“Our providers say they’re meeting our contracted service level agreement (SLA), but our customers say the performance isn’t there. Something doesn’t add up.” With that comment, Mark Cheyney, IAG Loyalty’s IFEC Strategy, Performance and Operations Manager, touched off an interesting debate among service providers at the APEX EXPO 2022 in Long Beach, California. What are the SLAs measuring, and can they be used to hold suppliers accountable? Or should they be dispensed with completely?
We don’t want our customers to have a bad experience, and we know our providers don’t want that either. We have to do something.– Mark Cheyney, IAG Loyalty’s IFEC Strategy, Performance and Operations Manager
Perhaps most outspoken of the service providers on the panel was Starlink’s VP commercial Sales, Jonathan Hofeller. His company’s offering has previously been reported to shun SLAs, suggesting that disappointed airline customers could simply switch to an alternate provider. Which is not to say that Hofeller is completely opposed to the idea. But he sees the current SLA contract model as “insufficient.”
“There is nothing wrong with measuring the experience, Hofeller continued. “Where the problem comes from SLAs is that typically they don’t drive changes that improve the benefit.”
A small credit back to the airline does not solve the poor performance for the customer, just like refunding the paid fee doesn’t solve the problem. Getting to a scenario where problems do not occur is the true goal.
Cheyney agreed with this point, noting that the SLAs “only cover to a certain point… and are not reflective to what is happening.” At the same time, however, Cheyney noted that more airlines are installing inflight connectivity solutions, not just for passengers, but also for operational services. As a result they are “more reliant on those systems working, and working 100% of the time.”
Of course, ideas around how to identify, measure, and rectify the problem points varied among the participants. Hofeller suggests that “SLAs go away when you have an abundance of capacity.” Given the company’s current and announced capacity plans, this view certainly makes sense. As he explained, “We’re putting up an incredible amount of capacity. The legacy systems operate under a scarcity, while we envision a future with an abundance of capacity.”
Jeff Sare, Intelsat‘s President of Commercial Aviation, disagreed with this view. He notes that for his company – with a whole lot more planes actively in service than Starlink – “The issues typically are not because there is insufficient capacity. It is because of device OS or [access point] association or other issues.”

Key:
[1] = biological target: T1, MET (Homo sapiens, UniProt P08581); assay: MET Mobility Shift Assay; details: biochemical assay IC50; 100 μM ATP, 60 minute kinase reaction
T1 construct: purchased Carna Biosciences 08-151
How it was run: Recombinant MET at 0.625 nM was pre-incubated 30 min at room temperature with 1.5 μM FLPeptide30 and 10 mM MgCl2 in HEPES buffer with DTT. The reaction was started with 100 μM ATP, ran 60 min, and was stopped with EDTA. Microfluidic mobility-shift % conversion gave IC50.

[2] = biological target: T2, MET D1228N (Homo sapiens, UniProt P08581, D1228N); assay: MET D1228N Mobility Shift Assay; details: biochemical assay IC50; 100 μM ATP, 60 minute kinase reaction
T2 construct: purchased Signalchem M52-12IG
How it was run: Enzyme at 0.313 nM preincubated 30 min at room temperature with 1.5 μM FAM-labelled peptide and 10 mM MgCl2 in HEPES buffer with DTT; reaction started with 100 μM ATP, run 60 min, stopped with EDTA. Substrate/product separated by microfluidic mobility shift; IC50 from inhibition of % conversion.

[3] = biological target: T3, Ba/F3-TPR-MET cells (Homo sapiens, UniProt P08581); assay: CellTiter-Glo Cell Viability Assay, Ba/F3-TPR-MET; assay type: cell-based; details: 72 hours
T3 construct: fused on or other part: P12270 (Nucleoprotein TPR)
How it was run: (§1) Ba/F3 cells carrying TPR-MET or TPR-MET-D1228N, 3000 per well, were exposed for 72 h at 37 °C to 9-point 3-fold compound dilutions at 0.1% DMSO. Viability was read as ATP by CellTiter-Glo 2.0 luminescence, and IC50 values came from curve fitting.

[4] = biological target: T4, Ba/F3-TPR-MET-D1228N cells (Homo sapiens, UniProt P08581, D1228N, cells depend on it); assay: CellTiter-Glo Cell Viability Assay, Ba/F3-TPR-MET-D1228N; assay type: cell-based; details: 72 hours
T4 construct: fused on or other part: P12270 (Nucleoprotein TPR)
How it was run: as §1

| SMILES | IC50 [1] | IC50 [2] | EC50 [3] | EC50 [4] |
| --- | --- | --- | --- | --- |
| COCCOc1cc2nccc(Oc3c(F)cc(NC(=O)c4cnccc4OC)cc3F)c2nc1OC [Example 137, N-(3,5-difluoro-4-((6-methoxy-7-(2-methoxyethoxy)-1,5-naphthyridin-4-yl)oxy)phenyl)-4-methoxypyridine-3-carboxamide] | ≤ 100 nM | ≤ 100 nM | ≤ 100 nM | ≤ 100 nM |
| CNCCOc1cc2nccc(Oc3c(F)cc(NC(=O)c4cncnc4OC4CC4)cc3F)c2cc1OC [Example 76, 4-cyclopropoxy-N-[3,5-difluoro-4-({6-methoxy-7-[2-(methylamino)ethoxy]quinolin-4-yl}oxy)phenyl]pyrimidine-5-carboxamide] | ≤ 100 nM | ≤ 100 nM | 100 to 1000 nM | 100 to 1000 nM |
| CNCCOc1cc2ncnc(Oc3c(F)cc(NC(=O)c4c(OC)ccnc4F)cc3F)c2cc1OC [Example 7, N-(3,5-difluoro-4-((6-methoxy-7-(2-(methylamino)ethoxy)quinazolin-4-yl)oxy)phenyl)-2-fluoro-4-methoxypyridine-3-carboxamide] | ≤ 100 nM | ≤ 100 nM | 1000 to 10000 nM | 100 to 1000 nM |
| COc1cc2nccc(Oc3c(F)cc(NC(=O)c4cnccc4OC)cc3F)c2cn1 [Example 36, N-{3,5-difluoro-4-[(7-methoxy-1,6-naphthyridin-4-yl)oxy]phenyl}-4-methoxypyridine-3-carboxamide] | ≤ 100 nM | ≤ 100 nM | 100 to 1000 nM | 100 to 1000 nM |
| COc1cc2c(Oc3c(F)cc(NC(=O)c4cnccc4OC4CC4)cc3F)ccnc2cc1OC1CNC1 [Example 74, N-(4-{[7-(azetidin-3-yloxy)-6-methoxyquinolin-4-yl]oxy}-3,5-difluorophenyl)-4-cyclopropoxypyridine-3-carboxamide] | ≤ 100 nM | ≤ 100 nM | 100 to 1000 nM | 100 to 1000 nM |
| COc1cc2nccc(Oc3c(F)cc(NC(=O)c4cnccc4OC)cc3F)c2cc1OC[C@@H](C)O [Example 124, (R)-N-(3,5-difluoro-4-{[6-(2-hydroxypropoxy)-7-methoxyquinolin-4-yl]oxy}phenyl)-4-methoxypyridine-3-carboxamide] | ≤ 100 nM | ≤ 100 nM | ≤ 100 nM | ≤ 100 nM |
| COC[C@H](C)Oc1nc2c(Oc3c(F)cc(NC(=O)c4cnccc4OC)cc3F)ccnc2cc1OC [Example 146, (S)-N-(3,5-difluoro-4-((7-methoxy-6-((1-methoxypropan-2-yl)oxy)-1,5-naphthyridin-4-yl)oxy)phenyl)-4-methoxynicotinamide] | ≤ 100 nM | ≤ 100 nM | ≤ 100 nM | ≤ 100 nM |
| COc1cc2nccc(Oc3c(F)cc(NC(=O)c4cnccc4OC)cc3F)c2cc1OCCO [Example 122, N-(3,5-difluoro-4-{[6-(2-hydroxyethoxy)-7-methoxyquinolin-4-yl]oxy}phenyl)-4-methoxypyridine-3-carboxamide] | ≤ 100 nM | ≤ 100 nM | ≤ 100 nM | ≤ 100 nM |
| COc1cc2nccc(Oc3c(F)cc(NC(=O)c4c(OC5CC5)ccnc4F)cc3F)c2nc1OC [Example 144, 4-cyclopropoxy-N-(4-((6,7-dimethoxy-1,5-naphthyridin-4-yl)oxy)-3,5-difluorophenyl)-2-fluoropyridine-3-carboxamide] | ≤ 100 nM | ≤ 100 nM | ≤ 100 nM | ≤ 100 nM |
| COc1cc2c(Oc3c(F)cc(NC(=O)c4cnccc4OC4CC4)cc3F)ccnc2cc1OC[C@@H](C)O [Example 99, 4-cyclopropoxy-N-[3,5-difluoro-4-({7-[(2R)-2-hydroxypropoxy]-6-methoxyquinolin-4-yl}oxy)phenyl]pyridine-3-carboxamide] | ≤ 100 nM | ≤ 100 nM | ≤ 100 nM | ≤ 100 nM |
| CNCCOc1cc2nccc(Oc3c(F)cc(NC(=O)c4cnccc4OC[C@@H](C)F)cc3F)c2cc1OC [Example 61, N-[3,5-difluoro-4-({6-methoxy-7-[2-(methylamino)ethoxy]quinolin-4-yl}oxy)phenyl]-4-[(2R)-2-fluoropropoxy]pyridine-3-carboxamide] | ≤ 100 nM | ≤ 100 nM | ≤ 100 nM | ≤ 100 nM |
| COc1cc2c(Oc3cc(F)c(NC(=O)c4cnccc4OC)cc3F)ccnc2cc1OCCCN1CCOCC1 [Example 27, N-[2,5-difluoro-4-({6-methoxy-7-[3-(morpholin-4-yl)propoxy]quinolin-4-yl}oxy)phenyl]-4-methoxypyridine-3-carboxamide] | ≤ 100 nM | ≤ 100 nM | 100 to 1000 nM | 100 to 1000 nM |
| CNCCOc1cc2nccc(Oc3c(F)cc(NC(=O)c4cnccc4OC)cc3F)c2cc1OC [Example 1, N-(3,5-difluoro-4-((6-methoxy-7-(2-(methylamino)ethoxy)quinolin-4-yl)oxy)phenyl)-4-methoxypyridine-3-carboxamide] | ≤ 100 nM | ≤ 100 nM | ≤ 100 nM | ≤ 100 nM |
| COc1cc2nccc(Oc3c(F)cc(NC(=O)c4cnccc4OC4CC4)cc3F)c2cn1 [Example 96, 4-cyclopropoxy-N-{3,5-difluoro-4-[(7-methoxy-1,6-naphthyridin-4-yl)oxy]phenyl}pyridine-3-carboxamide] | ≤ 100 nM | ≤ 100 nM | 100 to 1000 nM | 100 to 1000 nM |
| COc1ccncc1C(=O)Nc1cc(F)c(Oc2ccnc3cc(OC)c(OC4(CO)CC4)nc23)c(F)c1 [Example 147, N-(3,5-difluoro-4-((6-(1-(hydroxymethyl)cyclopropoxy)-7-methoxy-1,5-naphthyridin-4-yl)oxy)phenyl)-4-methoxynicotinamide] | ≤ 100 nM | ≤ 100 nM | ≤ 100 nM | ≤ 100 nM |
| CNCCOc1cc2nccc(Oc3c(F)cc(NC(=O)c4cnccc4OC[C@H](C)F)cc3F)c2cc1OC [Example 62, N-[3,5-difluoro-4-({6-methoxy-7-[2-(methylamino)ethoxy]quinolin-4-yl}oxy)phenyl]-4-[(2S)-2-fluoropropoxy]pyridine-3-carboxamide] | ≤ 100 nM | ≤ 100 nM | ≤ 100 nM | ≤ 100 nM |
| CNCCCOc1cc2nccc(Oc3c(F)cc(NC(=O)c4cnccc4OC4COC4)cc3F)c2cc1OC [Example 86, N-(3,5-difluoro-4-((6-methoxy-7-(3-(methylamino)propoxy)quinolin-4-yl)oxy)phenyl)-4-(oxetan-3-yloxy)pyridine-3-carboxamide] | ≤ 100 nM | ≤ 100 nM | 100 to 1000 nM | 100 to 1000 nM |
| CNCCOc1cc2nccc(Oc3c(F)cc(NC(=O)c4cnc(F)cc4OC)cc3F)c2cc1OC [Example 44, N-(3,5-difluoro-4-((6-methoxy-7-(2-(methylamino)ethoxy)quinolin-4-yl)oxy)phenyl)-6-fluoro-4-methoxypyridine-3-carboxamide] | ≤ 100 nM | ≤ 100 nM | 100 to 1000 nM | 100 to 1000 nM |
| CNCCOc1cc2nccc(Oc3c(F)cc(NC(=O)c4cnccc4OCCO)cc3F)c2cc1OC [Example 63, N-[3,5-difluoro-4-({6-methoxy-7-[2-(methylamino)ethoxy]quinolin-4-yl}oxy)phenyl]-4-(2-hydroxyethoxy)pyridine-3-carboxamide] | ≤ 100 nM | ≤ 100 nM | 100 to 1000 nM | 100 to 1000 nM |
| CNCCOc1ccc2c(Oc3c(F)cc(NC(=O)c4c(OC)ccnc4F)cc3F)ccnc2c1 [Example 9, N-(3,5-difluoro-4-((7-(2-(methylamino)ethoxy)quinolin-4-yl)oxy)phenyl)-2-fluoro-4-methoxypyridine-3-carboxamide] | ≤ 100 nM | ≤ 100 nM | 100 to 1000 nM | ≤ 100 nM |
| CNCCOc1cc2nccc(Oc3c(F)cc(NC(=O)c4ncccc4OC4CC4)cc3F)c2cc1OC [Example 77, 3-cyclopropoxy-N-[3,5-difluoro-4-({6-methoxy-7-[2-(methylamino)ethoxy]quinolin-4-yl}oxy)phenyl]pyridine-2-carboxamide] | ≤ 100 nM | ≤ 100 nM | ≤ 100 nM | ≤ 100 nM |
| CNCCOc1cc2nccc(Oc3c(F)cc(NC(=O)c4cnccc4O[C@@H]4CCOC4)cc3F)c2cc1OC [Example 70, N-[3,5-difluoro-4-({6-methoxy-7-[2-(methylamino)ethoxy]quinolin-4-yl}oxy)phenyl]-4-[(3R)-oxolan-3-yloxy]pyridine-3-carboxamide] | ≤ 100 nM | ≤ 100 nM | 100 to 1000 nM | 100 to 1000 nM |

That broad claim does not apply to all reported cases at Intelsat. And the company can only report on the complaints it receives. But Sare is clear that capacity is not the only challenge, or even the key challenge he believes his airline customers face. Going back to Cheyney’s comment, however, if customers remain unsatisfied even when connected to the service is that not at least possibly a capacity issue?
Other performance options?
An alternative to raw capacity or similarly basic metrics could be something from the Seamless Air Alliance‘s Inflight Connectivity (IFC) Analysis Toolkit introduced over the summer. Rather than measuring ping times or theoretical burst speeds for any one user on the plane at a time, the framework allows discrete measurements in multiple areas, including:
- Capture portal and authentication
- Web browsing
- Streaming media
- Backhaul networks
- Onboard monitoring agents
Just having more things to define and measure does not guarantee that the correct ones will be tracked and reported.
More news from APEX EXPO 2022
- Panasonic Avionics, OneWeb team for inflight internet service
- Anuvu boosts Ka-band connectivity with dual panel antenna
- Virgin Australia picks 2Ku for Wi-Fi boost
- Panasonic Avionics highlights Stellar Blu antenna for OneWeb LEO service
- Dimmable windows coming to the A350 with Starlux
- A first look at Spirit’s new seats
- Bringing the moving map online: Panasonic’s Arc gets a data feed
- Pairing, casting and streaming: The next generation of inflight entertainment emerges
- Starlink/JSX STC slips
- SLAs suck: Seeking a service specification shift
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